The new standards will require 15 centimetres of raised perching per bird in all new and refurbished units from October 7, 2017. Existing units will need eight centimetres of aerial perching from that date and 10 centimetres from October 7 the following year. There is also a warning that existing units could subsequently be required to provide the full 15 centimetres of perching.

Mia Fernyhough, senior scientific officer with the RSPCA, told the Ranger that the RSPCA had sought to introduce the perching requirements in a way that would make it easier for producers to comply. “We decided on a gradual introduction for existing units to give producers time to make the changes,” said Mia. The Ranger asked whether these changes would apply to flocks housed after October 7, 2017 or whether the rules would apply to all birds housed on that date, including those introduced this year and still in production. She said, “We would expect all producers to be compliant with the standards by October 2017. The three month notification period, together with the one year lead-in time, should be sufficient for producers to prepare for the new standards, for example at their next flock turn around,” said Mia.

“Many producers will already be providing some aerial perching, for example over drinker lines. We therefore do not anticipate eight centimetres causing significant issue, particularly given that producers in Scotland and Ireland already successfully provide 15 centimetres of aerial perch space per hen,” she said.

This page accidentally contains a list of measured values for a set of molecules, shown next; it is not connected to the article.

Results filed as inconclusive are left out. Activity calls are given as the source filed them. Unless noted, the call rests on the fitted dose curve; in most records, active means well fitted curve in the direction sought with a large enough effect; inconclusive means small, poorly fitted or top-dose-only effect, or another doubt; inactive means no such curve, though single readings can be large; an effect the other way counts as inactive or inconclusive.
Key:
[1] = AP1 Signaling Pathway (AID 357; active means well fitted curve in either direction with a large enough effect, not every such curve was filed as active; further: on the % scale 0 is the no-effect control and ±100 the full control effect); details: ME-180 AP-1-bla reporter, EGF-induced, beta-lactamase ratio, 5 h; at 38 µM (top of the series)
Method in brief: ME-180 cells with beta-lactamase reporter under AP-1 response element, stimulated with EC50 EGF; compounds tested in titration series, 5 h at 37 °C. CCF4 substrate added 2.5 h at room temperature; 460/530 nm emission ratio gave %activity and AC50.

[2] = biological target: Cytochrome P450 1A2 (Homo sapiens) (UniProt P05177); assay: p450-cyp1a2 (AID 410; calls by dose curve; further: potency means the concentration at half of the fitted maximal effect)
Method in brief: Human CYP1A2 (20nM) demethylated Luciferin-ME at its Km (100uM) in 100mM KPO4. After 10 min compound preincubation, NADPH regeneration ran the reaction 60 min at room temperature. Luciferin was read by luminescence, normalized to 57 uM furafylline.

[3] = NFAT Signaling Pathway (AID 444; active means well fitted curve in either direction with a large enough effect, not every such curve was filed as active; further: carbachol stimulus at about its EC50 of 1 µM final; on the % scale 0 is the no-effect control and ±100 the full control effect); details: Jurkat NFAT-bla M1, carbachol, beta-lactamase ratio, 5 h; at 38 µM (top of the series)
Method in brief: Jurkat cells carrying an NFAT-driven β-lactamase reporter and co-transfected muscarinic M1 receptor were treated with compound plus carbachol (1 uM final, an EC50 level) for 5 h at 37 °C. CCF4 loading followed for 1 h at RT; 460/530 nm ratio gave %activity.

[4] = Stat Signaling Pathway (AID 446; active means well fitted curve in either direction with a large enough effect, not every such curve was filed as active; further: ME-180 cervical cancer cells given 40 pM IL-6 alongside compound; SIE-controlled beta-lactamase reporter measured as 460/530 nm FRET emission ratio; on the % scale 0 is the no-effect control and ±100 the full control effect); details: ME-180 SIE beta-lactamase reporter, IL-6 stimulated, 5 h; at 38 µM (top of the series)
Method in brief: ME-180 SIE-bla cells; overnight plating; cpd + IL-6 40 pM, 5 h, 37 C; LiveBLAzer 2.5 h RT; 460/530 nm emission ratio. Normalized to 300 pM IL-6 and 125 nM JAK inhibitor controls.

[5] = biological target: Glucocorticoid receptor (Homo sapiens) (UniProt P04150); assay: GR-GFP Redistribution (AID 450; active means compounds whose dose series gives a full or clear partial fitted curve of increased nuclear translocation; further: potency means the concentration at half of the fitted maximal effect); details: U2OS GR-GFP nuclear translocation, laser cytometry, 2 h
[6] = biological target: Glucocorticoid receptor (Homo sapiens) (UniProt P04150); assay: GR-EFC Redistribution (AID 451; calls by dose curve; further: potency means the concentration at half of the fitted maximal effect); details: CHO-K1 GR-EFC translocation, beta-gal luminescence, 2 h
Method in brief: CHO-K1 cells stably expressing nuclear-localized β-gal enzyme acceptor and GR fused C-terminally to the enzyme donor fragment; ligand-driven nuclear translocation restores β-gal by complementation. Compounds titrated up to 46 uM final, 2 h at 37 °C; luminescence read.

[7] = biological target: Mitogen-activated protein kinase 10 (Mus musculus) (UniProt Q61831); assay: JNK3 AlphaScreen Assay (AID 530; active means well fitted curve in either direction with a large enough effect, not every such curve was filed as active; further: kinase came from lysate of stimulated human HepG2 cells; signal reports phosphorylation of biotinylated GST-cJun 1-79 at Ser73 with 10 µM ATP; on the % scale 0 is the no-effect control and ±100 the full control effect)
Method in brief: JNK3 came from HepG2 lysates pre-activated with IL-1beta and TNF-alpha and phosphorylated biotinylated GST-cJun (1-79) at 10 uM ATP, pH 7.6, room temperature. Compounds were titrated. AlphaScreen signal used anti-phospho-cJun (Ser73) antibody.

However, the change is one of the more contentious issues raised with egg industry representatives, along with a requirement that producers should have an injurious pecking action plan signed off by the RSPCA at least one month before ordering new pullets.

The new rules require that an action plan should be submitted to the RSPCA farm animals department. Freedom Food says in its explanatory document, “Injurious Pecking Action Plans (IPAPs) will be signed by the RSPCA Farm Animals Department where sufficient detail has been provided within the submission. The signed IPAP will be valid for the lifetime of the flock(s) for which the application was made. Where more than one flock is placed at the same time on the same site, a single IPAP will be accepted for these flocks.”

Freedom Food says that producers must be able to “demonstrate the actions taken in respect of their agreed injurious pecking action plan.” This requirement will come into force on all new flocks housed after October 7, 2017.

Another change to the standards requires that from October 2018 producers must use a Freedom Food approved abattoir for hens at the end of their productive lives. It would appear that permissible killing methods used in an RSPCA approved abattoir may not comply with some interpretations of Islamic law and could impact on sales of spent hens into the halal meat market.

For producer responses to the introduction of new Freedom Food revisions see the letters section.